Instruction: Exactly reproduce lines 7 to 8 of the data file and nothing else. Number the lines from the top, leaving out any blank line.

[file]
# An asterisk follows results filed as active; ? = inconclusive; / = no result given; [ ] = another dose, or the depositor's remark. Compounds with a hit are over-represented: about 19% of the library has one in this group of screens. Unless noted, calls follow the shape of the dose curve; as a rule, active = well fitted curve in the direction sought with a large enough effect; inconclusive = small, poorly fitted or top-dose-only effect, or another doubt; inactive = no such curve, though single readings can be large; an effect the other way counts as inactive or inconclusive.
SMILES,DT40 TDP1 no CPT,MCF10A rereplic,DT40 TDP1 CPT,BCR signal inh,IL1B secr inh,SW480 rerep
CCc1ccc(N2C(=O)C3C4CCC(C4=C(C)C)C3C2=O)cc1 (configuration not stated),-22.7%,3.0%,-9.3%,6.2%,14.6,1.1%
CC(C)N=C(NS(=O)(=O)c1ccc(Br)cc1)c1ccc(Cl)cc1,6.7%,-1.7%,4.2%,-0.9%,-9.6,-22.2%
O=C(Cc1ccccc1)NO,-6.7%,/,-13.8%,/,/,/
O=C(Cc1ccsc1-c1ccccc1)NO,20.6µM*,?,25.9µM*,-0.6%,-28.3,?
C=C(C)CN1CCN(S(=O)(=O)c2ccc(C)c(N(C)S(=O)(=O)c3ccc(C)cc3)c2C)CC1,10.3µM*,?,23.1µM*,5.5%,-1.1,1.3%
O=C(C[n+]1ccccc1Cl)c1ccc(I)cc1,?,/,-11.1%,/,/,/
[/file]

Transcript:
C=C(C)CN1CCN(S(=O)(=O)c2ccc(C)c(N(C)S(=O)(=O)c3ccc(C)cc3)c2C)CC1,10.3µM*,?,23.1µM*,5.5%,-1.1,1.3%
O=C(C[n+]1ccccc1Cl)c1ccc(I)cc1,?,/,-11.1%,/,/,/